Former Mississippi Gov. Barbour: 'I hope and believe' GOP allows sequestration

Biloxi Sun-HeraldFebruary 26, 2013 

While South Mississippi braces for the effects of "sequestration," former Mississippi Gov. Haley Barbour said in a recent nationally-televised interview he hopes the budget cuts go forward to help reduce the deficit.

Barbour, who left office in January 2012 after two terms, is a former national Republican Party chairman and a regular on cable news political shows. He appeared last week on Fox Business Network in an interview with Neil Cavuto.

"I hope and believe that Republicans will allow the sequestration to go into effect so that we can start down a path of trying to get control of spending and reduce the deficit by savings," Barbour said. "Because I'm like most Americans -- I don't think we have a trillion (dollars) plus deficit every year because we tax too little. It's because we spend too much."

President Barack Obama's office on Sunday released a long list of cuts each state would face under sequestration. Mississippi would face tens of millions of dollars in cuts, including 9,000 civilian Department of Defense employees in the state being furloughed, reducing total gross pay by around $49.9 million. Local military bases have said they rely heavily on civilian employees and most services will be affected by the furloughs. They said the cuts also affect readiness. There would also be cuts to education programs, environmental funds and money for job search assistance, among others.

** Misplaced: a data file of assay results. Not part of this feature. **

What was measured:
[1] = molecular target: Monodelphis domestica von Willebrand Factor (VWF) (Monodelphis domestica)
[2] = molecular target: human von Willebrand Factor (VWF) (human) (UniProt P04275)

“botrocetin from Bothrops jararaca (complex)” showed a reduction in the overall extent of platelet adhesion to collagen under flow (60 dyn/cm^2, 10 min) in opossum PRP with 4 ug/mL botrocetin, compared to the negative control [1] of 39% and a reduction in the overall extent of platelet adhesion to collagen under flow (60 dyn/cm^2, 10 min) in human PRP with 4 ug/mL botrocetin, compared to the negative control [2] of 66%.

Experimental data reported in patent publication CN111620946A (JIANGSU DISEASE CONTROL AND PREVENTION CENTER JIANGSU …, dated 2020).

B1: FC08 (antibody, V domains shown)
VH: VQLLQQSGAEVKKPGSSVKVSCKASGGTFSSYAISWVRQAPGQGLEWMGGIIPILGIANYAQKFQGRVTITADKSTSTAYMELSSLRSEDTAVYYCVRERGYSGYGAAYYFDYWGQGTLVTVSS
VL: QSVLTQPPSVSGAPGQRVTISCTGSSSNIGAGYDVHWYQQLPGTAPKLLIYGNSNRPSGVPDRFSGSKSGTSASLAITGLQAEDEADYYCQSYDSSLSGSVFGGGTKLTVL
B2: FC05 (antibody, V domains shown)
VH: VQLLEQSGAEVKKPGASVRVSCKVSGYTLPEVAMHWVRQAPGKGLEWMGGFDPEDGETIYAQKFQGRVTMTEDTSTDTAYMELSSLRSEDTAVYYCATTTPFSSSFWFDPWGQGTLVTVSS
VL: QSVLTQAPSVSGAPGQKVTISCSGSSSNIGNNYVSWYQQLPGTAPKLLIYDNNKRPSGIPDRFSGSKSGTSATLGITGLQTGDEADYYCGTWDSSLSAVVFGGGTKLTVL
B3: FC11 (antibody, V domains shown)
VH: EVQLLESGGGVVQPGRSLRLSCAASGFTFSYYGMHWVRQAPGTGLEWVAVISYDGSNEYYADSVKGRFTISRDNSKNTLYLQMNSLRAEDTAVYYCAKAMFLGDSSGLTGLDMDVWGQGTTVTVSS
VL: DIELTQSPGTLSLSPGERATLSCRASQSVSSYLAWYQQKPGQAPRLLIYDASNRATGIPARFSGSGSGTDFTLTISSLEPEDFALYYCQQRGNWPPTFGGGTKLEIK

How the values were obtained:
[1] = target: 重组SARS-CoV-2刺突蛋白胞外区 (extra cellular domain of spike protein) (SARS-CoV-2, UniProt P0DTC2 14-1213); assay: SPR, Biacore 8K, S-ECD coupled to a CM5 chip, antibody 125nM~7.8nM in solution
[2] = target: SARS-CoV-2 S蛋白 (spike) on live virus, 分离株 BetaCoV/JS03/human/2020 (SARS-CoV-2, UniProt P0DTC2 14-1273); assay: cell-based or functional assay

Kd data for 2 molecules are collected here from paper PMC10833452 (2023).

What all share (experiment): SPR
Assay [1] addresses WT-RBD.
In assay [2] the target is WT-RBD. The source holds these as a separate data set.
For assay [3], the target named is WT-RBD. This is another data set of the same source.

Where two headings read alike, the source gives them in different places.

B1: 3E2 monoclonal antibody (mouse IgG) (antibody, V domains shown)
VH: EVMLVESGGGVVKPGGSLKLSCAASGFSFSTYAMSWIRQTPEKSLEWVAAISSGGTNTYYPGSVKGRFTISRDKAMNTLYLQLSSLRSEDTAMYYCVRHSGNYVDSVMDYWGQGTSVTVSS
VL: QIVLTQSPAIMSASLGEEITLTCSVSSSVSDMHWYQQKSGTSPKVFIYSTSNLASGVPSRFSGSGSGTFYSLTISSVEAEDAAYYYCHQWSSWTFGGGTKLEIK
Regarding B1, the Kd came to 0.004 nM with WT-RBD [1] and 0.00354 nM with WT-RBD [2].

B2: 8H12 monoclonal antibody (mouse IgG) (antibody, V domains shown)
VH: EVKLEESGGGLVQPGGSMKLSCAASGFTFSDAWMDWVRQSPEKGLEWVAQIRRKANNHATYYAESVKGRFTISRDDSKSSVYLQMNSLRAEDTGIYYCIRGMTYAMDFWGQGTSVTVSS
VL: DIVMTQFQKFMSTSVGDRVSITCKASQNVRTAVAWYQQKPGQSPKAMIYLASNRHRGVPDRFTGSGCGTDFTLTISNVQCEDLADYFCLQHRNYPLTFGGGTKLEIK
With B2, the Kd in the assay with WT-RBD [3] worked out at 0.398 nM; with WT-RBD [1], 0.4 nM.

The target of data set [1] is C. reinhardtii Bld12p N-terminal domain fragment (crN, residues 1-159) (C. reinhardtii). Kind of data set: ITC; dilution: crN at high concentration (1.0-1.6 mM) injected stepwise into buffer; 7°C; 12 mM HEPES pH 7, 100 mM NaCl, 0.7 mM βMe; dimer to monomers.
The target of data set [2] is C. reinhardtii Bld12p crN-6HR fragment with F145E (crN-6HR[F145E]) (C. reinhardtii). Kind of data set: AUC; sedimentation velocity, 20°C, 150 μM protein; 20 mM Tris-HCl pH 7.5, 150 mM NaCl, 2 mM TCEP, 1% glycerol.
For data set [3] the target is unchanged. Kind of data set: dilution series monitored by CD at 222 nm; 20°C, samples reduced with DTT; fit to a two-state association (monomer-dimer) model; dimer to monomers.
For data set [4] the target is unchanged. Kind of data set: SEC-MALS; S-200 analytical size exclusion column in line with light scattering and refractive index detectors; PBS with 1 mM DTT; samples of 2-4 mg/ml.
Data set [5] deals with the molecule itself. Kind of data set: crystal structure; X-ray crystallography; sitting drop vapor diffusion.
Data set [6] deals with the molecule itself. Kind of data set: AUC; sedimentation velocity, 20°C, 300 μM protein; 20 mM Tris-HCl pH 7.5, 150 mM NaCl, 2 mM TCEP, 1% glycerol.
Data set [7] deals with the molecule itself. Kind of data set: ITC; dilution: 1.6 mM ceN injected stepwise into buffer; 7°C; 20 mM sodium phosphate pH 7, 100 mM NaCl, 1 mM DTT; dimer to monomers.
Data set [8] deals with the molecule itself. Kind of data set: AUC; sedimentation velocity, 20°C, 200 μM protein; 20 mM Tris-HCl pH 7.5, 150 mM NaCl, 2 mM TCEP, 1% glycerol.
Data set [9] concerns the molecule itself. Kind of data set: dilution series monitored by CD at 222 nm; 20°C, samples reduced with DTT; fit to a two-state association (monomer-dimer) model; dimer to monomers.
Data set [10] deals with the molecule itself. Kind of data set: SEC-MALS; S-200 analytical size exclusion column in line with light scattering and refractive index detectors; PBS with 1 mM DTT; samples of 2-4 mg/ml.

Barbour said in the interview he believes the nation can handle the cuts in the Budget Control Act of 2011, which would become automatic Friday if a deal isn't struck to avert it.

"We're talking about a tiny, tiny fraction of the federal budget... " Barbour told Cavuto. "The American people know the government can save 3 percent in a heartbeat."

But he didn't speak in only glowing terms. He said what's wrong with sequestration is the method with which it will be done.

"We've already voted to cut defense spending nearly $500 billion over 10 years and here's another cut almost that large," Barbour said. "The domestic discretionary side, spending on that side has exploded. Even when you make these cuts for most of those categories, they will be far higher (funding totals) than when Barack Obama came into office."

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